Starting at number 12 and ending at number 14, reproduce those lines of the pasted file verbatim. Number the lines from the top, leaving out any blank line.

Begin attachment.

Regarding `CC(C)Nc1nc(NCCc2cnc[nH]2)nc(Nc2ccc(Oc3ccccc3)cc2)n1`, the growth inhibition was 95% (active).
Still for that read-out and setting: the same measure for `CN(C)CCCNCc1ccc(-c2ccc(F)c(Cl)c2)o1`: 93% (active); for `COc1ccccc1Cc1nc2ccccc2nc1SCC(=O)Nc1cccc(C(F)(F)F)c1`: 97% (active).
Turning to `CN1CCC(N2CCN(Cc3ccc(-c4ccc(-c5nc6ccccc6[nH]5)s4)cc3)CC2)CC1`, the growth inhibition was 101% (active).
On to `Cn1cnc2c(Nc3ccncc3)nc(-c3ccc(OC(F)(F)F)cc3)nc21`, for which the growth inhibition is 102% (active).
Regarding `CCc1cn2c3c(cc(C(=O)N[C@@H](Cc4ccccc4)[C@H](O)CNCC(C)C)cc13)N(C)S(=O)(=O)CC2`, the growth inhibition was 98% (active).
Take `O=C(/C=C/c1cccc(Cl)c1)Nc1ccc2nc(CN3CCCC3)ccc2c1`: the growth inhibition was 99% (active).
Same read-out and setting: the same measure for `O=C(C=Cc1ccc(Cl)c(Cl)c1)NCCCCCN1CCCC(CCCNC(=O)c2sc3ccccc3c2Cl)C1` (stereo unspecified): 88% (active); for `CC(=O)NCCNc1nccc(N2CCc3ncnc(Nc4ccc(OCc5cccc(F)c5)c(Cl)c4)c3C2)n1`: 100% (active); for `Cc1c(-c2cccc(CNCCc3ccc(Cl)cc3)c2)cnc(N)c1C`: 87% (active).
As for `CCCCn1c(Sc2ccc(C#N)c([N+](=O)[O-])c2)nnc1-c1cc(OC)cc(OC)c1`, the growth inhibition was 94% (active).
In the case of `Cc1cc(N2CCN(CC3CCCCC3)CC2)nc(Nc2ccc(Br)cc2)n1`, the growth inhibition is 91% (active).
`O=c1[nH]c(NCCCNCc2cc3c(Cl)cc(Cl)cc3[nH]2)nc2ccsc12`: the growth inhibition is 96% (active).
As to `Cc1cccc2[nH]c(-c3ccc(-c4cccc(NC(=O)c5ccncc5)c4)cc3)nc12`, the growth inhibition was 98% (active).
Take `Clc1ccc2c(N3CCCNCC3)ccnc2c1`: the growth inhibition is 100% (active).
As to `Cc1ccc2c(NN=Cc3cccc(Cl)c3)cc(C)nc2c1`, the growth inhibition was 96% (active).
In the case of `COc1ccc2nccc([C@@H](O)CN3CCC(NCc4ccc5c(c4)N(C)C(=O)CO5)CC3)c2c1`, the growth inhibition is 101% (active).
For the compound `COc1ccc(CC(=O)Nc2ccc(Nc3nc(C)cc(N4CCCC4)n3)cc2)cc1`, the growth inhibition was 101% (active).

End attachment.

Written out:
Take `Clc1ccc2c(N3CCCNCC3)ccnc2c1`: the growth inhibition is 100% (active).
As to `Cc1ccc2c(NN=Cc3cccc(Cl)c3)cc(C)nc2c1`, the growth inhibition was 96% (active).
In the case of `COc1ccc2nccc([C@@H](O)CN3CCC(NCc4ccc5c(c4)N(C)C(=O)CO5)CC3)c2c1`, the growth inhibition is 101% (active).